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# Thread: a variation on all possible subsets

1. ## Re: a variation on all possible subsets

Originally Posted by 2kaud
That's great!
Thank you for the encouragement. I am pleased that my concept of how to do this is not without merit but I am still not convinced that it is the optimal solution.

The method outlined in my last post is certainly not the most efficient way to creating all possible subsets in lexical order. The potential benefit of the method arises when incompatible pairs are removed. For instance if 1 is incompatible with 0.

Code:
// creation of branch level 1 (pairs)
0,1 // fails because 1 is not compatible with 0
0,2
0,3
0,4

// 4 total checks, 3 extended sets created
extended_sets[]
0,2
0,3
0,4

{2,3,4}
Both extended_sets[] and last_added_elements[] are smaller than when the full set is traversed because the 0,1 pair was tested but not created. For the next branch level.

Code:
// creation of branch level 2 (triples)
// no subsets starting with 0,1 need are examined
0,2 add 2 // fails 2 is already a member of 0,2

0,3 add 2 // fails 2 is smaller than 3
0,3 add 3 // fails 3 is already a member of 0,3

0,4 add 2 // fails 2 is smaller than 4
0,4 add 3 // fails 3 is smaller than 4
0,4 add 4 // fails 4 is already a member of 0,4

// 9 total checks, 3 extended sets created
extended_sets[]
0,2,3
0,2,4
0,3,4

{3,4}
Code:
// creation of branch level 3 (quads)
0,2,3 add 3 // fails 3 is already a member of 0,2,3

0,2,4 add 3 // fails 3 is smaller than 4
0,2,4 add 4 // fails 4 is already a member of 0,2,4

0,3,4 add 3 // fails 3 is smaller than 4
0,3,4 add 4 // fails 4 is already a member of 0,2,4

// 6 total checks, 1 extended set created
extended_sets[]
0,2,3,4

{4}
Code:
// creation of branch level 4 (quints)
0,2,3,4 add 4 // fails 4 is already a member of 0,2,3,4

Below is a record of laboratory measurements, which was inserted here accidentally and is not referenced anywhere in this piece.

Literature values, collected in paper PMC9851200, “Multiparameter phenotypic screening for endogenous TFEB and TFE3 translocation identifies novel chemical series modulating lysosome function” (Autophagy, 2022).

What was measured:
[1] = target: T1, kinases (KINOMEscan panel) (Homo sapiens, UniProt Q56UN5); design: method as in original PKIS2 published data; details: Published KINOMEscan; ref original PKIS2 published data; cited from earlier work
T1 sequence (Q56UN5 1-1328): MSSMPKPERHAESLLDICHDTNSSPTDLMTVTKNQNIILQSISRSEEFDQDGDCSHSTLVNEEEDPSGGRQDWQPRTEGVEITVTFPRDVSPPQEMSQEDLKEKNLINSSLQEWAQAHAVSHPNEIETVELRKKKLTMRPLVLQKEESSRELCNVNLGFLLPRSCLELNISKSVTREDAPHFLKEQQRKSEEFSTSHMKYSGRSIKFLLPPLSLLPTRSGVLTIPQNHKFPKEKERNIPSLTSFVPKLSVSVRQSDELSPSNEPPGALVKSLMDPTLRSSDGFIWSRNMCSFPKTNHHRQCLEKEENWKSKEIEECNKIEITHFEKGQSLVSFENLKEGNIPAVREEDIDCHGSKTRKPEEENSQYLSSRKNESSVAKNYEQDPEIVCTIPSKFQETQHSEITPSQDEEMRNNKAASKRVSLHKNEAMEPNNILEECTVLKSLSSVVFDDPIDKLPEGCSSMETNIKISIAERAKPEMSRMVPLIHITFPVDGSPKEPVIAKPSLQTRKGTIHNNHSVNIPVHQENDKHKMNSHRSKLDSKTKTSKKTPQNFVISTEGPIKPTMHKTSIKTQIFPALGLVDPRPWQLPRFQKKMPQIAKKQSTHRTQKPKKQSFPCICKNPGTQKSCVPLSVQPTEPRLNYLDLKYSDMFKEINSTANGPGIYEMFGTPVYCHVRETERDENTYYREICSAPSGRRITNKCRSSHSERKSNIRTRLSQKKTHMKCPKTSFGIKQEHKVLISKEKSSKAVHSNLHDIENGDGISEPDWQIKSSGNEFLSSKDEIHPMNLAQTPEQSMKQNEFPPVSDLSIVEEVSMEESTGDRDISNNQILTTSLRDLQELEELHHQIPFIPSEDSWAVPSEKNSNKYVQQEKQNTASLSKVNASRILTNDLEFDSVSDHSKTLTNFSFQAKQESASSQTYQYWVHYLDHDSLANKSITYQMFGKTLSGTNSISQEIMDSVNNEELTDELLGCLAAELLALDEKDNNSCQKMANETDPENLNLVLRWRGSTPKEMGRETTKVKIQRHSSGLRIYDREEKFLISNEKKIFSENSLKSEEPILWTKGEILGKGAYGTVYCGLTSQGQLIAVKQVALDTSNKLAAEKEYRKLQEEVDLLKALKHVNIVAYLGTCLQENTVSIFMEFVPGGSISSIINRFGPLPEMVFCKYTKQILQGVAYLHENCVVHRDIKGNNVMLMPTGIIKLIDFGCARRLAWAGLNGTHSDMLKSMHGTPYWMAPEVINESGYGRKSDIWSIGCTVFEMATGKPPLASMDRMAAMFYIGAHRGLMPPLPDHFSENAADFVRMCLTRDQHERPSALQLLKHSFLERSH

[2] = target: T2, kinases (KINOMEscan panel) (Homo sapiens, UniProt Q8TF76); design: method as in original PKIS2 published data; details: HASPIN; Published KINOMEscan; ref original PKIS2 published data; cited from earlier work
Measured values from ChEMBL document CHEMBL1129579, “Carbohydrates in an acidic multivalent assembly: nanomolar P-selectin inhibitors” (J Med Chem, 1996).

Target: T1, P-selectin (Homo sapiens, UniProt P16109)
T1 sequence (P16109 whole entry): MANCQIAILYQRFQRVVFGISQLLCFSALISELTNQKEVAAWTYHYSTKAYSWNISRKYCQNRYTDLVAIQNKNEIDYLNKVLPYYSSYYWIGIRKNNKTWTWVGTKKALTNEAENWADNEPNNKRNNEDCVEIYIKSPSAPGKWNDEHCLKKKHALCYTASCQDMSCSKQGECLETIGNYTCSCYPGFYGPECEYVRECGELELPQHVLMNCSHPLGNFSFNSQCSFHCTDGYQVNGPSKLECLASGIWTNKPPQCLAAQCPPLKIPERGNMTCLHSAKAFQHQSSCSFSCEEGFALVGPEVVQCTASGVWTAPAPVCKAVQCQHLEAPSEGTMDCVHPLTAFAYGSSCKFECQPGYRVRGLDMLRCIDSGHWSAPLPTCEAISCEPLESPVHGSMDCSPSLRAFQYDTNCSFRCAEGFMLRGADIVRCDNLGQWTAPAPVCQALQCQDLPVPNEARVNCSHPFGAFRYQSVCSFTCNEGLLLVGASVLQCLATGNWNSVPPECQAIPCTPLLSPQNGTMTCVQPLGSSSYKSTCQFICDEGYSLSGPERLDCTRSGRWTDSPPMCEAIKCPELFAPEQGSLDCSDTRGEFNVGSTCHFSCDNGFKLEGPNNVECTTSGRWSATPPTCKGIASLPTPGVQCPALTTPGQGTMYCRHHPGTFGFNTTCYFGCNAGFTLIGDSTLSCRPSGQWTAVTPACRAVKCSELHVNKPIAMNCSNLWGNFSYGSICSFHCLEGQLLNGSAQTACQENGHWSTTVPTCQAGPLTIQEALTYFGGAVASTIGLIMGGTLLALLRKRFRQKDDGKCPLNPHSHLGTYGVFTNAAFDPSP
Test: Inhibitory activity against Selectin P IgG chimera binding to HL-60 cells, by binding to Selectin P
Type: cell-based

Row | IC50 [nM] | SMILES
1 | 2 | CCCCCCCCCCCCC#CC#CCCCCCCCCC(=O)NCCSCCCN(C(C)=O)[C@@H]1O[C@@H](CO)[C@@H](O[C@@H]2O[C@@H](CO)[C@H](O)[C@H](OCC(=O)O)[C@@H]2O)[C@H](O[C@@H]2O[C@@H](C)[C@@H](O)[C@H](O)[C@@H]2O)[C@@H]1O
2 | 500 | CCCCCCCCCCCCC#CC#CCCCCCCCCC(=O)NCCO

// 1 total check, 0 extended sets created
extended_sets[]

{}

The algorithm quits here because last_added_elements[] is empty so no larger subsets can be created. The final list of legal substes when 0 and 1 are incompatible is,
Code:
0
0,2
0,3
0,4
0,2,3
0,2,4
0,3,4
0,2,3,4

Only 7 of the theoretical 16 subsets are created. I believe that a brief analysis of the example above shows that problems still remain with this method. For small sets such as this with only one incompatible pair, you can see that 20 checks are required. There are only 16 theoretical pairs, so in this case it would have been faster to create all the pairs and check them. For problems like N=40 with many incompatible pairs, you see that only 3,708,590 of the theoretical 1,099,511,627,776 combinations need to be examined to produce the surviving 178,211 legal subsets. This works much better for very large problems than for small ones.

There are many checks being made that are probably not necessary. For instance, after the pairs are created, all the checks fail when trying to extend the last set in root_elements[]
. The pair 0,4 is never extended, the triple 0,3,4 is never extended, etc. Also, the first element in elements_to_add[] is never added to any root_elements[] set. In all cases, it is already in the set or smaller then the last number in the set.

I thought I should be able to come up with a more clever looping scheme here that would address that. this can be done when all subsets are created because the creation pattern is known in advance. There is a problem when pairs are removed because of incompatibility in that there is no way to know how many elements will be in the elements_to_add[] list for the next iteration.

This algorithm could be additionally enhanced if the number of checks could be reduced but I couldn't see how to do that right away so I just wrote the code in a way I knew would work. I have attached the code which was just built with,
Code:
c++ -c  -Wall -O2 APS_3.cpp; c++ -o APS_3.exe APS_3.o
The code is set up to process the N=40 problem 10 times and on this system, that takes about 3.5 seconds. The output is minimal. A full list of the subsets found can be printed by changing the print bool to true, but that makes the runtime substantially longer.